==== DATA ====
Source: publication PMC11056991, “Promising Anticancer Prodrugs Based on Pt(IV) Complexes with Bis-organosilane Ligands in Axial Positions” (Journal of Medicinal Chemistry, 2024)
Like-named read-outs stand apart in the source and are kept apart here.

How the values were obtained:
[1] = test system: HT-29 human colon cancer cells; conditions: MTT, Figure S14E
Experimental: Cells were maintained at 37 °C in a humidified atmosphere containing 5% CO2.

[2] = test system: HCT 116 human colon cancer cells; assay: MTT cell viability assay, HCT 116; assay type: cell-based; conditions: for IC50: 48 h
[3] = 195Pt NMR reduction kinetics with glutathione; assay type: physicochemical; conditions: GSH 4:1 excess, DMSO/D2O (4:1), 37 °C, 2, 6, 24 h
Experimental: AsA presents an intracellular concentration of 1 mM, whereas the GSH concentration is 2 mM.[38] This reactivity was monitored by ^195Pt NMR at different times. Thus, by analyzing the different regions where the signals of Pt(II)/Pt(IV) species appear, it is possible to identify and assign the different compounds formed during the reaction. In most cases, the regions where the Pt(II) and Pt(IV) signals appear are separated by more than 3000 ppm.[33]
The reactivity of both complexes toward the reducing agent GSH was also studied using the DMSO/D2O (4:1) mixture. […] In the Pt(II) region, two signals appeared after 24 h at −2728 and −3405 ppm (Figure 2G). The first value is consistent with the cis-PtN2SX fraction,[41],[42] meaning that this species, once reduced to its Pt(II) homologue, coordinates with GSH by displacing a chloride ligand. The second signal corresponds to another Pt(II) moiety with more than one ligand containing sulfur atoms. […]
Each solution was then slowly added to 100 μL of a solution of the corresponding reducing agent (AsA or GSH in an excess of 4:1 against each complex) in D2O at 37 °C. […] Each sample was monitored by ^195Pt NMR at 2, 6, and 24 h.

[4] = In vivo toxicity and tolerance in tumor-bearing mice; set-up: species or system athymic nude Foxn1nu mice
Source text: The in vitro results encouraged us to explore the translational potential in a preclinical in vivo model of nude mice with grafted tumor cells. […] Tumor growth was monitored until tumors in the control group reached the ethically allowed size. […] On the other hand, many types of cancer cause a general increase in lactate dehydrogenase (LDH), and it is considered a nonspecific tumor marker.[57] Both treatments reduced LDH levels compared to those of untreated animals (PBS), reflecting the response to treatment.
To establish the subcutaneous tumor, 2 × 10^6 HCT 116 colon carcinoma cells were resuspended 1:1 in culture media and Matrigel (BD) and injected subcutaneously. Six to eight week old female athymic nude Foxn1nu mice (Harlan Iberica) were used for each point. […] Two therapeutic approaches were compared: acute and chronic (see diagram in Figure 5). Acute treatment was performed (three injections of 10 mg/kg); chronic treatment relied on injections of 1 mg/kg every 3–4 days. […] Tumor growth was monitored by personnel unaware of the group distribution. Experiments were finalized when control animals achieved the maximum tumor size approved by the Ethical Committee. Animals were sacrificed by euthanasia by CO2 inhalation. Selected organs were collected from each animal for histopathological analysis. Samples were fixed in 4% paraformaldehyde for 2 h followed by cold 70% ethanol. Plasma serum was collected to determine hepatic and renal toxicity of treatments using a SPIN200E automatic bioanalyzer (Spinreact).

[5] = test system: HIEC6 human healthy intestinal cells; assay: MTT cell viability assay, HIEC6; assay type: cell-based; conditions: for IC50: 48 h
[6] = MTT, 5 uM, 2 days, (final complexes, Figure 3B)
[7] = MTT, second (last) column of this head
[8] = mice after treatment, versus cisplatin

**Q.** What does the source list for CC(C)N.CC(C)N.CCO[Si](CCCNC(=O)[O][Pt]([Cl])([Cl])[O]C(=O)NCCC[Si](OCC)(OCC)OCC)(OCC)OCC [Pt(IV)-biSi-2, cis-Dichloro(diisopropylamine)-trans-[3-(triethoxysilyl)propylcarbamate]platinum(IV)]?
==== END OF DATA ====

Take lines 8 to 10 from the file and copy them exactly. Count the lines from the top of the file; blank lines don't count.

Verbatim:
Experimental: AsA presents an intracellular concentration of 1 mM, whereas the GSH concentration is 2 mM.[38] This reactivity was monitored by ^195Pt NMR at different times. Thus, by analyzing the different regions where the signals of Pt(II)/Pt(IV) species appear, it is possible to identify and assign the different compounds formed during the reaction. In most cases, the regions where the Pt(II) and Pt(IV) signals appear are separated by more than 3000 ppm.[33]
The reactivity of both complexes toward the reducing agent GSH was also studied using the DMSO/D2O (4:1) mixture. […] In the Pt(II) region, two signals appeared after 24 h at −2728 and −3405 ppm (Figure 2G). The first value is consistent with the cis-PtN2SX fraction,[41],[42] meaning that this species, once reduced to its Pt(II) homologue, coordinates with GSH by displacing a chloride ligand. The second signal corresponds to another Pt(II) moiety with more than one ligand containing sulfur atoms. […]
Each solution was then slowly added to 100 μL of a solution of the corresponding reducing agent (AsA or GSH in an excess of 4:1 against each complex) in D2O at 37 °C. […] Each sample was monitored by ^195Pt NMR at 2, 6, and 24 h.